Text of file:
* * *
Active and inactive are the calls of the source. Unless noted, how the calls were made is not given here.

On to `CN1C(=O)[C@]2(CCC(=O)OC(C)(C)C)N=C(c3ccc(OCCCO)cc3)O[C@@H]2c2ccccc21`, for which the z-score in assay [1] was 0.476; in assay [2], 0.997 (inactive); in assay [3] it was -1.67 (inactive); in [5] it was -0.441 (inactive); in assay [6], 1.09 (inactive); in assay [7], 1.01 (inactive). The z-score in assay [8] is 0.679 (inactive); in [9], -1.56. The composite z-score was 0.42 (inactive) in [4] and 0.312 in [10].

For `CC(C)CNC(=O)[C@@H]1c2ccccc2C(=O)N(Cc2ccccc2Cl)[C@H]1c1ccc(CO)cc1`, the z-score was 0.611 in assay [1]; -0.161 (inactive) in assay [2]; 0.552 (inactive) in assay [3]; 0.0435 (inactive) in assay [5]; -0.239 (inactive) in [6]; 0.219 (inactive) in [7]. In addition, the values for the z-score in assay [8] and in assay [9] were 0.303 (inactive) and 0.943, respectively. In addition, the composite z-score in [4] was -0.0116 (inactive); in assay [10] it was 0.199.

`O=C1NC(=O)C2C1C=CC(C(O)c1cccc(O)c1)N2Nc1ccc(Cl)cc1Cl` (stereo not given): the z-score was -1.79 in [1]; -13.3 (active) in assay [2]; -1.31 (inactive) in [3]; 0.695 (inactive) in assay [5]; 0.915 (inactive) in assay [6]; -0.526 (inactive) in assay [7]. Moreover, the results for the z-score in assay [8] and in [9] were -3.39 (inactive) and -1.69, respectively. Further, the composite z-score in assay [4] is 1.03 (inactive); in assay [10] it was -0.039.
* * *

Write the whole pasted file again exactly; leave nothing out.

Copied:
Active and inactive are the calls of the source. Unless noted, how the calls were made is not given here.

On to `CN1C(=O)[C@]2(CCC(=O)OC(C)(C)C)N=C(c3ccc(OCCCO)cc3)O[C@@H]2c2ccccc21`, for which the z-score in assay [1] was 0.476; in assay [2], 0.997 (inactive); in assay [3] it was -1.67 (inactive); in [5] it was -0.441 (inactive); in assay [6], 1.09 (inactive); in assay [7], 1.01 (inactive). The z-score in assay [8] is 0.679 (inactive); in [9], -1.56. The composite z-score was 0.42 (inactive) in [4] and 0.312 in [10].

For `CC(C)CNC(=O)[C@@H]1c2ccccc2C(=O)N(Cc2ccccc2Cl)[C@H]1c1ccc(CO)cc1`, the z-score was 0.611 in assay [1]; -0.161 (inactive) in assay [2]; 0.552 (inactive) in assay [3]; 0.0435 (inactive) in assay [5]; -0.239 (inactive) in [6]; 0.219 (inactive) in [7]. In addition, the values for the z-score in assay [8] and in assay [9] were 0.303 (inactive) and 0.943, respectively. In addition, the composite z-score in [4] was -0.0116 (inactive); in assay [10] it was 0.199.

`O=C1NC(=O)C2C1C=CC(C(O)c1cccc(O)c1)N2Nc1ccc(Cl)cc1Cl` (stereo not given): the z-score was -1.79 in [1]; -13.3 (active) in assay [2]; -1.31 (inactive) in [3]; 0.695 (inactive) in assay [5]; 0.915 (inactive) in assay [6]; -0.526 (inactive) in assay [7]. Moreover, the results for the z-score in assay [8] and in [9] were -3.39 (inactive) and -1.69, respectively. Further, the composite z-score in assay [4] is 1.03 (inactive); in assay [10] it was -0.039.